Reblogowane od BookLikes:

I'm a cat lover  >^..^<

 

--

It's Friday the 13th! Again! It's perfect time to remind you good luck black cats :)

 

Whether you believe in Friday 13th bad luck or not, we wish you all the best and all the luck. Btw, we think the superstition about the bad luck black cats was made up by the white cats' gang. Just look at those pics!

 

Stamp your feet via Lenore on BookLikes 

 

Reading lesson via Lenore on BookLikes 

 

The Sleepyhead via Tina Sandevska on BookLikes

 

Smart one via

 

Just sitting via 

 

 

and sitting via

 

and still sitting via

 

Come, sit by via

 

Mark Twain’s vintage cat Bambino via

 

Lucky 13 via

 

Comma cat via Tina Sandevska on BookLikes 

 

 

And if you wish to read some cat books have a look at the collection of several reads featuring cats found by Kagama -The Literaturevixen.

 

        

 

Happy Friday the 13th and good luck! ;-)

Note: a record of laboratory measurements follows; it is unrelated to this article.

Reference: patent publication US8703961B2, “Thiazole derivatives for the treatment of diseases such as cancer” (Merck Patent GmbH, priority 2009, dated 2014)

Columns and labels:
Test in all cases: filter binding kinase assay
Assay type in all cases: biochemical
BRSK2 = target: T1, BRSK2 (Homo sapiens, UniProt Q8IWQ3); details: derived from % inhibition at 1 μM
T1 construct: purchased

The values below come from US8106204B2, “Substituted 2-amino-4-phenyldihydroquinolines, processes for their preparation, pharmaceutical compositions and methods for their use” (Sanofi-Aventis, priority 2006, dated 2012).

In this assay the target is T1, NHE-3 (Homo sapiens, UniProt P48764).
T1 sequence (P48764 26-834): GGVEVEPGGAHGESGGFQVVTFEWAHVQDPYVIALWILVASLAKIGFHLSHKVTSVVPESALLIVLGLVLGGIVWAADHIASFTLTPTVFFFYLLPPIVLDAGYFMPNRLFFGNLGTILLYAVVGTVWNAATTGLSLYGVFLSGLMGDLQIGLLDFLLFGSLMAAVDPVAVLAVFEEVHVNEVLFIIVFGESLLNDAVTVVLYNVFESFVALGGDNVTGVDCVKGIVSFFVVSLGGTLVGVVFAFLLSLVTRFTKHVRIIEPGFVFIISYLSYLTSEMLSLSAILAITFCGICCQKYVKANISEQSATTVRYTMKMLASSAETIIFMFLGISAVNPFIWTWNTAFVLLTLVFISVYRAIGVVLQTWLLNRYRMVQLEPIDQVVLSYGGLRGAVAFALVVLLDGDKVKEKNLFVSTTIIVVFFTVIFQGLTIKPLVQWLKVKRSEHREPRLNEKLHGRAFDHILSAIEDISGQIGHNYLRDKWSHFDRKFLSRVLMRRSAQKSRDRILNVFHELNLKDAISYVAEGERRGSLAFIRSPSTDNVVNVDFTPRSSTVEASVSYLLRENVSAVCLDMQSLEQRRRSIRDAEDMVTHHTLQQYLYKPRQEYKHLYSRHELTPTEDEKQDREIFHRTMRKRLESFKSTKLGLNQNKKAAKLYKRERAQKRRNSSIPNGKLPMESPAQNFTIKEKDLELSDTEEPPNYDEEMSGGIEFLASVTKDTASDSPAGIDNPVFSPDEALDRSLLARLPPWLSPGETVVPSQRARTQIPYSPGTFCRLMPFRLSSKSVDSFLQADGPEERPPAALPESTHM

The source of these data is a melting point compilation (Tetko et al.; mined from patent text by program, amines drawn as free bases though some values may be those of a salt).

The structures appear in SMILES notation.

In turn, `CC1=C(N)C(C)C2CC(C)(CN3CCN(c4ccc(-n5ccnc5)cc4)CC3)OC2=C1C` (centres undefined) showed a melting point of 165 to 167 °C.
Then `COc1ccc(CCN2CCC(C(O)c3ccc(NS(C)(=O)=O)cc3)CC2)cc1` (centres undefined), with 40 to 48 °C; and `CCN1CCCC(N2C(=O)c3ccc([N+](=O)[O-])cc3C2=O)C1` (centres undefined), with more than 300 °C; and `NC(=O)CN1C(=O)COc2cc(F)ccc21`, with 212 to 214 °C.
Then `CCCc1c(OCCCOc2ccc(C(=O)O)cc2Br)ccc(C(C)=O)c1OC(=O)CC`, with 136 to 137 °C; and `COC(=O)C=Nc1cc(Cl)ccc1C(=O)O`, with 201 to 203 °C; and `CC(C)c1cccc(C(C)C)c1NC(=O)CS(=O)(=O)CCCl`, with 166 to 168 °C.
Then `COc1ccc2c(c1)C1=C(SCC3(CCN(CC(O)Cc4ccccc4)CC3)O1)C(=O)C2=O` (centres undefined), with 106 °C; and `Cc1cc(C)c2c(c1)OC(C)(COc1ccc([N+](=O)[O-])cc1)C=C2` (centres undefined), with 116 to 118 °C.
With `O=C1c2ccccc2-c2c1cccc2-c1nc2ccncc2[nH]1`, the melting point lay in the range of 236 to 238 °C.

P.S. Watch out! Zombie kittens are waiting. 

furry zombies via Musings of NerdyNatasha on BookLikes 

 

 

Originally posted on BookLikes Blog: December 13, 2013, updated June 13, 2014. 

lol - Cat(h)olic meeting?

Reblogowane od Susana "Lost in Fantasy Land":

 

Źródło materiału: http://www.facebook.com/ericaridley/photos/a.350410335060956.1073741828.349725335129456/600646456704008/?type=1&theater

Top 10 book related problems each ‪‎book lover‬ experienced (or will soon)

Reblogowane od Parajunkee:
Book Blogging Checklist InfoGraphic
Book Blogging Checklist InfoGraphic

Book bloggers' checklist to follow. Must do, must have. 

 

Infographic by parajunkee.com

Are e-books already the past?

Michael Kozlowski from Good E-Reader writes: